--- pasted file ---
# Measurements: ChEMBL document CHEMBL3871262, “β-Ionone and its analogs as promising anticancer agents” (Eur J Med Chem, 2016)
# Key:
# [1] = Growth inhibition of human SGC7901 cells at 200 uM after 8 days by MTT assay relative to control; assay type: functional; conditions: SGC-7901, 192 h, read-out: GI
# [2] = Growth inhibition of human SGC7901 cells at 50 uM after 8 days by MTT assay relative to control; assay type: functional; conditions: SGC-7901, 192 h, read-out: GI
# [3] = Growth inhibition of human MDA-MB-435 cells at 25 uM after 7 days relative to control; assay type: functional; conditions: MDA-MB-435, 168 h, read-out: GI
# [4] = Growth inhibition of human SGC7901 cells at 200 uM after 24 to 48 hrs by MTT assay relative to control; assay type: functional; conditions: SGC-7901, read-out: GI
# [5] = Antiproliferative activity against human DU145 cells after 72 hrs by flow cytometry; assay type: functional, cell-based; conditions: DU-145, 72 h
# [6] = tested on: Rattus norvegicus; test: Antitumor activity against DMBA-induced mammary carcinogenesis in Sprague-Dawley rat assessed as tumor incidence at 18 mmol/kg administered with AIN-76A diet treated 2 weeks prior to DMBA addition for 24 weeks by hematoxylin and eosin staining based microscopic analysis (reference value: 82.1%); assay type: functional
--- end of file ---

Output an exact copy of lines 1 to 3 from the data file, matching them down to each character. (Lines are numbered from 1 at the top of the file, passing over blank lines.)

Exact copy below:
# Measurements: ChEMBL document CHEMBL3871262, “β-Ionone and its analogs as promising anticancer agents” (Eur J Med Chem, 2016)
# Key:
# [1] = Growth inhibition of human SGC7901 cells at 200 uM after 8 days by MTT assay relative to control; assay type: functional; conditions: SGC-7901, 192 h, read-out: GI